High blood levels of the chemokine eotaxin-1 (CCL11) have recently been associated with aging and dementia, as well as impaired memory and learning in humans. Importantly, eotaxin-1 was shown to pass the blood-brain-barrier (BBB) and has been identified as crucial mediator of decreased neurogenesis and cognitive impairment in young mice after being surgically connected to the vessel system of old animals in a parabiosis model.

It thus has to be assumed that differences in eotaxin-1 levels between blood donors and recipients might influence cognitive functions also in humans. However, it is unknown if eotaxin-1 is stable during processing and storage of transfusion blood components.

This study assesses eotaxin-1 concentrations in fresh-frozen plasma (FFP), erythrocyte concentrate (EC), and platelet concentrate (PC) in dependence of storage time as well as the donor’s age and gender.

Eotaxin-1 was measured in FFP (n = 168), EC (n = 160) and PC (n = 8) ready-to-use for transfusion employing a Q-Plex immunoassay for eotaxin-1. Absolute quantification of eotaxin-1 was performed with Q-view software.

Eotaxin-1 was consistently detected at a physiological level in FFP and EC but not PC. Eotaxin-1 levels were comparable in male and female donors but increased significantly with rising age of donors in both, FFP and EC. Furthermore, eotaxin-1 was not influenced by storage time of either blood component. Finally, eotaxin-1 is subject to only minor fluctuations within one donor over a longer period of time.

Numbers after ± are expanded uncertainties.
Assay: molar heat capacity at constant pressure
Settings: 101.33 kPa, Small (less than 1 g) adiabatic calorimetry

In the present study, we prove that eotaxin-1 is still detectable at a normal level in processed blood products ready for transfusion and its concentration greatly differs between donors in an age-dependent manner. Thus, transfusion of larger amounts of blood components from older donors to younger recipients may increase total eotaxin-1 blood levels of the recipient.

Based on the above mentioned findings, it is possible that such a sudden increase in eotaxin-1 might impair cognitive abilities of the recipient. In this context, it is known that a considerable proportion of patients exhibit a temporary or even permanent decline in cognitive performance after major surgery, a phenomenon called postoperative cognitive dysfunction (POCD).

The prevalence of POCD varies from 41% to 75% at 7 days to 18%–45% at 3 months postoperatively, depending on diagnosis criteria and surgery type studied. The underlying mechanisms are not understood, however increasing evidence indicates that an enhanced inflammatory response might cause POCD.

Intraoperative transfusion of ECs (>3 units) has been described as an independent risk factor for development of POCD. Considering eotaxin-1 as chemoattractant for neutrophils and its ability to pass the BBB, it is possible that high eotaxin-1 levels in FFP or EC from older donors might contribute to POCD in recipients.

Eotaxin-1 is detectable and stable in FFP and EC and increases with donor’s age. Considering the presumed involvement in aging and cognitive malfunction, differences in donor- and recipient eotaxin-1 levels might affect mental factors after blood transfusion.